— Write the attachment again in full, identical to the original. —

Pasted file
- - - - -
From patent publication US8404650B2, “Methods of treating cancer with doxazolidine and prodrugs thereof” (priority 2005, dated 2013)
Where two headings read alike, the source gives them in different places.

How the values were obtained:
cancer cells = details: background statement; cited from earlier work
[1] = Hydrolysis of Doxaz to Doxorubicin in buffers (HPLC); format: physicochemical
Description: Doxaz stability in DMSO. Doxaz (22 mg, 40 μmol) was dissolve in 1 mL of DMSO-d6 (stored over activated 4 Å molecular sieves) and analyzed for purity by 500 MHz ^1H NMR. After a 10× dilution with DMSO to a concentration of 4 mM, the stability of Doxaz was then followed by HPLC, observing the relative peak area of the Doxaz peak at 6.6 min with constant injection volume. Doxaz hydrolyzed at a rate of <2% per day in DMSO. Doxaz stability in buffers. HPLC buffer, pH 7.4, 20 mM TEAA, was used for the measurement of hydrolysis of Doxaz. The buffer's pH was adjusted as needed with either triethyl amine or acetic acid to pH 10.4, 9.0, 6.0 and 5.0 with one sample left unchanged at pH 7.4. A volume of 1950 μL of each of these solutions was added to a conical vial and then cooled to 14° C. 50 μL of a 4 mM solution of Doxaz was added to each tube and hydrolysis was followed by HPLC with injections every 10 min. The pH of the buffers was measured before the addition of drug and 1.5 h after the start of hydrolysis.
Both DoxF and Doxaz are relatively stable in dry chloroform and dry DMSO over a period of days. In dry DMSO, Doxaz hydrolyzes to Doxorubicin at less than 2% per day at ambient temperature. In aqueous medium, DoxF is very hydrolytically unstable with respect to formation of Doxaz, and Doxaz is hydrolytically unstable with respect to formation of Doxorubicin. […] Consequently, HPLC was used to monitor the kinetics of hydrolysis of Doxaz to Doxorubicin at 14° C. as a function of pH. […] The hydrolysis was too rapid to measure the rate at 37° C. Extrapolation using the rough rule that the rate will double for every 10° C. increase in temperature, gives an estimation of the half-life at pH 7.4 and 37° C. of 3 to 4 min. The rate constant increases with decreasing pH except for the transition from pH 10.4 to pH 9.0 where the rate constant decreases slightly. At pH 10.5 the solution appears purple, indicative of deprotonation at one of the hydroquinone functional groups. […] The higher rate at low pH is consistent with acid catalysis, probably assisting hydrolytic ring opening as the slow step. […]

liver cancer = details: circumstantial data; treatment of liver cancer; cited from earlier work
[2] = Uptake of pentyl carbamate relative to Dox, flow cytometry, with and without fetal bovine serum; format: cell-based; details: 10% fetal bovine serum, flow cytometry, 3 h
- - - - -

From patent publication US8404650B2, “Methods of treating cancer with doxazolidine and prodrugs thereof” (priority 2005, dated 2013)
Where two headings read alike, the source gives them in different places.

How the values were obtained:
cancer cells = details: background statement; cited from earlier work
[1] = Hydrolysis of Doxaz to Doxorubicin in buffers (HPLC); format: physicochemical
Description: Doxaz stability in DMSO. Doxaz (22 mg, 40 μmol) was dissolve in 1 mL of DMSO-d6 (stored over activated 4 Å molecular sieves) and analyzed for purity by 500 MHz ^1H NMR. After a 10× dilution with DMSO to a concentration of 4 mM, the stability of Doxaz was then followed by HPLC, observing the relative peak area of the Doxaz peak at 6.6 min with constant injection volume. Doxaz hydrolyzed at a rate of <2% per day in DMSO. Doxaz stability in buffers. HPLC buffer, pH 7.4, 20 mM TEAA, was used for the measurement of hydrolysis of Doxaz. The buffer's pH was adjusted as needed with either triethyl amine or acetic acid to pH 10.4, 9.0, 6.0 and 5.0 with one sample left unchanged at pH 7.4. A volume of 1950 μL of each of these solutions was added to a conical vial and then cooled to 14° C. 50 μL of a 4 mM solution of Doxaz was added to each tube and hydrolysis was followed by HPLC with injections every 10 min. The pH of the buffers was measured before the addition of drug and 1.5 h after the start of hydrolysis.
Both DoxF and Doxaz are relatively stable in dry chloroform and dry DMSO over a period of days. In dry DMSO, Doxaz hydrolyzes to Doxorubicin at less than 2% per day at ambient temperature. In aqueous medium, DoxF is very hydrolytically unstable with respect to formation of Doxaz, and Doxaz is hydrolytically unstable with respect to formation of Doxorubicin. […] Consequently, HPLC was used to monitor the kinetics of hydrolysis of Doxaz to Doxorubicin at 14° C. as a function of pH. […] The hydrolysis was too rapid to measure the rate at 37° C. Extrapolation using the rough rule that the rate will double for every 10° C. increase in temperature, gives an estimation of the half-life at pH 7.4 and 37° C. of 3 to 4 min. The rate constant increases with decreasing pH except for the transition from pH 10.4 to pH 9.0 where the rate constant decreases slightly. At pH 10.5 the solution appears purple, indicative of deprotonation at one of the hydroquinone functional groups. […] The higher rate at low pH is consistent with acid catalysis, probably assisting hydrolytic ring opening as the slow step. […]

liver cancer = details: circumstantial data; treatment of liver cancer; cited from earlier work
[2] = Uptake of pentyl carbamate relative to Dox, flow cytometry, with and without fetal bovine serum; format: cell-based; details: 10% fetal bovine serum, flow cytometry, 3 h